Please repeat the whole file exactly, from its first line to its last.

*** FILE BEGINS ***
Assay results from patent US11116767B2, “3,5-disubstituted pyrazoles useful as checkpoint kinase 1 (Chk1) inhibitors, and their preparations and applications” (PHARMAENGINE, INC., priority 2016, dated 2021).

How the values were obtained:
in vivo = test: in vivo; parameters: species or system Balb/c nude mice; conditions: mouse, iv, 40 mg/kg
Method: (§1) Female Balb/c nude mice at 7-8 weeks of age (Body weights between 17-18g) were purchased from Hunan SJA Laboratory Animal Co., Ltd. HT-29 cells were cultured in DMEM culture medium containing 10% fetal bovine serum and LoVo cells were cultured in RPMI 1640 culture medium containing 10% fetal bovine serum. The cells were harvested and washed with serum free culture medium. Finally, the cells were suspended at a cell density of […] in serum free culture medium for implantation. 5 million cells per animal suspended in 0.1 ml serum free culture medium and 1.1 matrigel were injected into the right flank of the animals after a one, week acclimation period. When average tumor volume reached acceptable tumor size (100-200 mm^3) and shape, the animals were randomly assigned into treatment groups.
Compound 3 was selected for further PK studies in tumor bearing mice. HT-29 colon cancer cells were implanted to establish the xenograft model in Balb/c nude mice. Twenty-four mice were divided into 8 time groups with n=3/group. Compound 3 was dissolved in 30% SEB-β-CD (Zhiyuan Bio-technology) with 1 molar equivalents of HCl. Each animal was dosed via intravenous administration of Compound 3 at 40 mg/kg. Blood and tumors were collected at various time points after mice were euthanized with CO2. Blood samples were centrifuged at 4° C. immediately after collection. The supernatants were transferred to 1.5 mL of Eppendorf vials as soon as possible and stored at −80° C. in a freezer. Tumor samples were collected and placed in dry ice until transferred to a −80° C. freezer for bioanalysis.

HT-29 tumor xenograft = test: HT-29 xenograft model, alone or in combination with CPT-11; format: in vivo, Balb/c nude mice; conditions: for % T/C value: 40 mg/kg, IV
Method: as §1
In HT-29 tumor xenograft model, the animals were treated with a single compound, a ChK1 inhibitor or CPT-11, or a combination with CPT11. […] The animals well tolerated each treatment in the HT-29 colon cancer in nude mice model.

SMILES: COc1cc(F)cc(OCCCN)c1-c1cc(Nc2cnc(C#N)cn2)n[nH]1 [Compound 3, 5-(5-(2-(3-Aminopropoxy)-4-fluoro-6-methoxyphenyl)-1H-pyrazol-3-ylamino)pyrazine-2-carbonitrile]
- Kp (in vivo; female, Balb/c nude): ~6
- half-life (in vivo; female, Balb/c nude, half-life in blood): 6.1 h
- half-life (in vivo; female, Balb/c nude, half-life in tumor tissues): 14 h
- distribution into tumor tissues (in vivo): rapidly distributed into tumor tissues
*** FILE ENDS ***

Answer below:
Assay results from patent US11116767B2, “3,5-disubstituted pyrazoles useful as checkpoint kinase 1 (Chk1) inhibitors, and their preparations and applications” (PHARMAENGINE, INC., priority 2016, dated 2021).

How the values were obtained:
in vivo = test: in vivo; parameters: species or system Balb/c nude mice; conditions: mouse, iv, 40 mg/kg
Method: (§1) Female Balb/c nude mice at 7-8 weeks of age (Body weights between 17-18g) were purchased from Hunan SJA Laboratory Animal Co., Ltd. HT-29 cells were cultured in DMEM culture medium containing 10% fetal bovine serum and LoVo cells were cultured in RPMI 1640 culture medium containing 10% fetal bovine serum. The cells were harvested and washed with serum free culture medium. Finally, the cells were suspended at a cell density of […] in serum free culture medium for implantation. 5 million cells per animal suspended in 0.1 ml serum free culture medium and 1.1 matrigel were injected into the right flank of the animals after a one, week acclimation period. When average tumor volume reached acceptable tumor size (100-200 mm^3) and shape, the animals were randomly assigned into treatment groups.
Compound 3 was selected for further PK studies in tumor bearing mice. HT-29 colon cancer cells were implanted to establish the xenograft model in Balb/c nude mice. Twenty-four mice were divided into 8 time groups with n=3/group. Compound 3 was dissolved in 30% SEB-β-CD (Zhiyuan Bio-technology) with 1 molar equivalents of HCl. Each animal was dosed via intravenous administration of Compound 3 at 40 mg/kg. Blood and tumors were collected at various time points after mice were euthanized with CO2. Blood samples were centrifuged at 4° C. immediately after collection. The supernatants were transferred to 1.5 mL of Eppendorf vials as soon as possible and stored at −80° C. in a freezer. Tumor samples were collected and placed in dry ice until transferred to a −80° C. freezer for bioanalysis.

HT-29 tumor xenograft = test: HT-29 xenograft model, alone or in combination with CPT-11; format: in vivo, Balb/c nude mice; conditions: for % T/C value: 40 mg/kg, IV
Method: as §1
In HT-29 tumor xenograft model, the animals were treated with a single compound, a ChK1 inhibitor or CPT-11, or a combination with CPT11. […] The animals well tolerated each treatment in the HT-29 colon cancer in nude mice model.

SMILES: COc1cc(F)cc(OCCCN)c1-c1cc(Nc2cnc(C#N)cn2)n[nH]1 [Compound 3, 5-(5-(2-(3-Aminopropoxy)-4-fluoro-6-methoxyphenyl)-1H-pyrazol-3-ylamino)pyrazine-2-carbonitrile]
- Kp (in vivo; female, Balb/c nude): ~6
- half-life (in vivo; female, Balb/c nude, half-life in blood): 6.1 h
- half-life (in vivo; female, Balb/c nude, half-life in tumor tissues): 14 h
- distribution into tumor tissues (in vivo): rapidly distributed into tumor tissues